class

United?

As a digital marketing teacher, United Airlines is giving me life. Around ten years ago they changed social media forever when they manhandled a few guitars and the owners took to the new thing called YouTube to sing a song about it. Cut to April 2017 and another level of man handling is going on. There are, of course, a lot of opinions about what happened when United Airlines forcibly removed a man from their plane. Most very critical of United Airlines. But I live in Silicon Valley and many of its inhabitants simply can't help themselves.

One such inhabitant, a white guy, shared with me that he thought the man who was forcibly removed from the plane was equally at fault. "He should have complied," he said. "This is why I travel on United only. I have status. This doesn't happen to people with status."

Needless to say, I was appalled. He completely missed the larger issue, not to mention the fact that his "just do what they tell you" attitude makes him perfect for the picking by an authoritarian leader.

For more on the larger issue, you need to know that United Airlines is Not Alone.

 

Young and Isolated

A great recent piece in the New York Times, Young and Isolated, by Jennifer M. Silva spoke to me. I'm not the young and isolated, per se, but I can definitely see myself in their group.

"These are people bouncing from one temporary job to the next; dropping out of college because they can’t figure out financial aid forms or fulfill their major requirements; relying on credit cards for medical emergencies; and avoiding romantic commitments because they can take care of only themselves. Increasingly disconnected from institutions of work, family and community, they grow up by learning that counting on others will only hurt them in the end. Adulthood is not simply being delayed but dramatically reimagined along lines of trust, dignity and connection and obligation to others."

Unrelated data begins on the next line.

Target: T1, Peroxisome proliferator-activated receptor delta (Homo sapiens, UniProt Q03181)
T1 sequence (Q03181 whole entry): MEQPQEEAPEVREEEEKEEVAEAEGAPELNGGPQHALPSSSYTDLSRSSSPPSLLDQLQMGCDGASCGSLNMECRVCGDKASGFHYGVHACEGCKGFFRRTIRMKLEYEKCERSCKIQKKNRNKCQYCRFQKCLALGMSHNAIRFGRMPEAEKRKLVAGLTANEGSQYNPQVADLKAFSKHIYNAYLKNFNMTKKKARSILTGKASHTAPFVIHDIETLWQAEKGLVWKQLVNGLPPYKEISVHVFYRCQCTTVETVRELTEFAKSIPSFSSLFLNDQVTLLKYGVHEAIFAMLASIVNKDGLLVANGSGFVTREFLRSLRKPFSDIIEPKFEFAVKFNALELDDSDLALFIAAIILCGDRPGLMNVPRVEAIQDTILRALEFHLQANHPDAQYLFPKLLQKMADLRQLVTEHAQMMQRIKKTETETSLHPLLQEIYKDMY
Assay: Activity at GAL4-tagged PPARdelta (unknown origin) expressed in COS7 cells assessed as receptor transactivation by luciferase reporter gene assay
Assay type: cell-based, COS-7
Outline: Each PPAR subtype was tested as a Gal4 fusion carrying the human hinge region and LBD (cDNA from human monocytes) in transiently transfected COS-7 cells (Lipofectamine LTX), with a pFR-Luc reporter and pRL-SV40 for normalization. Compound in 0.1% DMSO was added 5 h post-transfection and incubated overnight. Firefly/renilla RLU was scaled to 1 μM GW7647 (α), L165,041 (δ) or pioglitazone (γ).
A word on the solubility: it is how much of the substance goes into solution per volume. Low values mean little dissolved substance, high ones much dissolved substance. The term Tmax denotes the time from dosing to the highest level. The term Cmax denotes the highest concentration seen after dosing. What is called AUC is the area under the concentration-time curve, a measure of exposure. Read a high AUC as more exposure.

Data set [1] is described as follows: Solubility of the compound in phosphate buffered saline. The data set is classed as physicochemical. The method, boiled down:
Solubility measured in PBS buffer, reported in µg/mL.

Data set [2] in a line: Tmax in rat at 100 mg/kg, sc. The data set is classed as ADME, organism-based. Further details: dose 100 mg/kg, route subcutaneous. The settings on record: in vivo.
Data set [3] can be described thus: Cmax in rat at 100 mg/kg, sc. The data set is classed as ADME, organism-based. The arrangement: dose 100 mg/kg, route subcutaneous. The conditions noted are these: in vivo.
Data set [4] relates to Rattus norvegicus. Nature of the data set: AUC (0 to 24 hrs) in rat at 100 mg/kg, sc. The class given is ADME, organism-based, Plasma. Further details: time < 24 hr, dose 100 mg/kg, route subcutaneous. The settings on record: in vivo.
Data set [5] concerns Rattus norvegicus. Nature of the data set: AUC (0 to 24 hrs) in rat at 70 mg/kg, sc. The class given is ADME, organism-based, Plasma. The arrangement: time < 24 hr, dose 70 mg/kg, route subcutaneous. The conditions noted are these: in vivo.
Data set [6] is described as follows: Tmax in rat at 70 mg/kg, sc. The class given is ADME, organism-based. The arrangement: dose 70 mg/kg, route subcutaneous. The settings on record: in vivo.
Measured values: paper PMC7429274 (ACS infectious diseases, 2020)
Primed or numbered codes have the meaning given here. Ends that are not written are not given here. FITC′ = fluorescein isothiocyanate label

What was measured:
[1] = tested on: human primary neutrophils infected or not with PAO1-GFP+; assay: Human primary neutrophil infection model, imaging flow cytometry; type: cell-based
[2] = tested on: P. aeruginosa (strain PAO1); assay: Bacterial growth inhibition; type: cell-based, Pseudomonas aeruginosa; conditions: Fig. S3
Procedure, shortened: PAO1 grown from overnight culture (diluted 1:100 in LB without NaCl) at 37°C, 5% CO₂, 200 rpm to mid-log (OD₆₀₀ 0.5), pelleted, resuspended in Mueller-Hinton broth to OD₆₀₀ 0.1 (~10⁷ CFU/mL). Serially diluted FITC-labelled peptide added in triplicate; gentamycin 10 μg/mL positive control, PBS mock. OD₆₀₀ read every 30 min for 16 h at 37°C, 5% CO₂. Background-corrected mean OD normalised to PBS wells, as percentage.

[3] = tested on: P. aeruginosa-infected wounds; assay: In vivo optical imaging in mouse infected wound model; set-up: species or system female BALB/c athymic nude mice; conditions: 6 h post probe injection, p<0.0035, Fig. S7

I was once a confused, isolated, debt-saddled 20 year-old from working class roots.  I bought into the idea then that there was a formula for success: go to a good college and get a good job.  Turns out that formula worked for only so long.  Times have changed. There is no formula.

As a member of Gen X, I'm starting to see my group hit their 40s and come away feeling just as duped and uncertain as the younger people quoted in the article.  Even with experience and college degrees there are no guarantees.

What's different about now and then for me is I'm learning not to numb out and turn inward, but to feel and connect.  Self-reliance is a good starting point, but it turns out that your community matters more than ever.  When things get tough, people, I've found, turn tribal.  Who's in your tribe?

 

What I See

Pulling some of my thoughts together. What I see:

1. The 18 to 25 year-old set. These folks have to either know immediately that they want to be nurses (good economic choice, btw) or auto mechanics (ditto) OR they have to have the grades, focus and resources to go the Stanfords/Dartmouths/Yales of the world. There is a huge gap in the middle that is filled mainly with state schools, online universities (univ of phoenix) or community colleges. All are more and more expensive and often quite directionless.

2. The lack of high school counselors and good ones at that

3. The boom in career/life coaches

4. Reality TV and interactive TV (see Bravo Channel) as a distribution model; it’s still super hard to get anything to scale in the online world

5. The more and more entrepreneurial world – meaning because there are no IBMs anymore, people, in order to survive, have to become entrepreneurs – approach their lives like running a business

6. Self-awareness or lack thereof and the lack of these skills in young people – you seem to learn only if you’re lucky; no educational focus or system around it: Who am I? What am I good at? What can I do with that?

7. Life long learning – how education or taking a class can be viewed as a way into self-awareness and personal growth (even if the class isn’t about self-development)

8. Good teachers – there’s a trend online where more are being highlighted – see MIT Open Courseware Initiative

9. What we say about ourselves implicitly and explicitly – the beauty of online is mostly in the data; a way to use that data in a valuable way to the provider of the data, the consumer

10. Learning on the job – there are teaching hospitals, why not teaching businesses? Educational co-ops

This all amounts to something. I'm working through what.